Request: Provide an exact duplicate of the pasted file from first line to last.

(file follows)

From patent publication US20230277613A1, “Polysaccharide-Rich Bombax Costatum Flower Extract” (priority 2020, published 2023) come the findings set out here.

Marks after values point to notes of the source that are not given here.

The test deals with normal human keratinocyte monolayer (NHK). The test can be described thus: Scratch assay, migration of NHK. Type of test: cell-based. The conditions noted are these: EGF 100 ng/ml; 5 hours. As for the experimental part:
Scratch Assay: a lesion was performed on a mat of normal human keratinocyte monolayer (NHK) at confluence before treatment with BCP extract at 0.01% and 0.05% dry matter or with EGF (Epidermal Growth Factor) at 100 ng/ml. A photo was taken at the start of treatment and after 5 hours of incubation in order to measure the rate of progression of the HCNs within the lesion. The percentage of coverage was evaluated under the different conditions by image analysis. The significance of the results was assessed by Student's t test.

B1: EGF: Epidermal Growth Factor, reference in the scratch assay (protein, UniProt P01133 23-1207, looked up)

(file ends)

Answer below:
From patent publication US20230277613A1, “Polysaccharide-Rich Bombax Costatum Flower Extract” (priority 2020, published 2023) come the findings set out here.

Marks after values point to notes of the source that are not given here.

The test deals with normal human keratinocyte monolayer (NHK). The test can be described thus: Scratch assay, migration of NHK. Type of test: cell-based. The conditions noted are these: EGF 100 ng/ml; 5 hours. As for the experimental part:
Scratch Assay: a lesion was performed on a mat of normal human keratinocyte monolayer (NHK) at confluence before treatment with BCP extract at 0.01% and 0.05% dry matter or with EGF (Epidermal Growth Factor) at 100 ng/ml. A photo was taken at the start of treatment and after 5 hours of incubation in order to measure the rate of progression of the HCNs within the lesion. The percentage of coverage was evaluated under the different conditions by image analysis. The significance of the results was assessed by Student's t test.

B1: EGF: Epidermal Growth Factor, reference in the scratch assay (protein, UniProt P01133 23-1207, looked up)